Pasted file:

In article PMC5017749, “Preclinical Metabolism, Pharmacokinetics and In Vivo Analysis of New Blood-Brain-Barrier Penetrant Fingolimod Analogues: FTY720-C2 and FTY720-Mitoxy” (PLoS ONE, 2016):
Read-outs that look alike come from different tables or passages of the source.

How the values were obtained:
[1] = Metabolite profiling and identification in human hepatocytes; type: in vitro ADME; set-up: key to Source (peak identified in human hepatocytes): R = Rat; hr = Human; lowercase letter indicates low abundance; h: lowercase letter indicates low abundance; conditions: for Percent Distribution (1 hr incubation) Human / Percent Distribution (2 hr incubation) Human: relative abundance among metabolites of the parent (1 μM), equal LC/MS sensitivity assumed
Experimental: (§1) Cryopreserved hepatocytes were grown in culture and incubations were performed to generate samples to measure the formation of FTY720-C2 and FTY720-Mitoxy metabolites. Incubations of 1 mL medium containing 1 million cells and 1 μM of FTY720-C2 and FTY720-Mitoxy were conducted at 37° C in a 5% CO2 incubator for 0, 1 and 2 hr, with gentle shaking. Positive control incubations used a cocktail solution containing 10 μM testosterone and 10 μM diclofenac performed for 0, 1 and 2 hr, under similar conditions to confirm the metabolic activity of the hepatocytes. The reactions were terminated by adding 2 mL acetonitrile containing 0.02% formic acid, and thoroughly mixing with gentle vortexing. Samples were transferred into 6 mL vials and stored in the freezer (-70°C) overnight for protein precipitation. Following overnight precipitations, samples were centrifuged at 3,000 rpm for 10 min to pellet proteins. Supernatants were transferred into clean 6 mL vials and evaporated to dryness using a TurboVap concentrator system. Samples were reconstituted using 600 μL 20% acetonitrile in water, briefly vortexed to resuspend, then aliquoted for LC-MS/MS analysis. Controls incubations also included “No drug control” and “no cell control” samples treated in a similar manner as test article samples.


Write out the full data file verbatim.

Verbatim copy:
In article PMC5017749, “Preclinical Metabolism, Pharmacokinetics and In Vivo Analysis of New Blood-Brain-Barrier Penetrant Fingolimod Analogues: FTY720-C2 and FTY720-Mitoxy” (PLoS ONE, 2016):
Read-outs that look alike come from different tables or passages of the source.

How the values were obtained:
[1] = Metabolite profiling and identification in human hepatocytes; type: in vitro ADME; set-up: key to Source (peak identified in human hepatocytes): R = Rat; hr = Human; lowercase letter indicates low abundance; h: lowercase letter indicates low abundance; conditions: for Percent Distribution (1 hr incubation) Human / Percent Distribution (2 hr incubation) Human: relative abundance among metabolites of the parent (1 μM), equal LC/MS sensitivity assumed
Experimental: (§1) Cryopreserved hepatocytes were grown in culture and incubations were performed to generate samples to measure the formation of FTY720-C2 and FTY720-Mitoxy metabolites. Incubations of 1 mL medium containing 1 million cells and 1 μM of FTY720-C2 and FTY720-Mitoxy were conducted at 37° C in a 5% CO2 incubator for 0, 1 and 2 hr, with gentle shaking. Positive control incubations used a cocktail solution containing 10 μM testosterone and 10 μM diclofenac performed for 0, 1 and 2 hr, under similar conditions to confirm the metabolic activity of the hepatocytes. The reactions were terminated by adding 2 mL acetonitrile containing 0.02% formic acid, and thoroughly mixing with gentle vortexing. Samples were transferred into 6 mL vials and stored in the freezer (-70°C) overnight for protein precipitation. Following overnight precipitations, samples were centrifuged at 3,000 rpm for 10 min to pellet proteins. Supernatants were transferred into clean 6 mL vials and evaporated to dryness using a TurboVap concentrator system. Samples were reconstituted using 600 μL 20% acetonitrile in water, briefly vortexed to resuspend, then aliquoted for LC-MS/MS analysis. Controls incubations also included “No drug control” and “no cell control” samples treated in a similar manner as test article samples.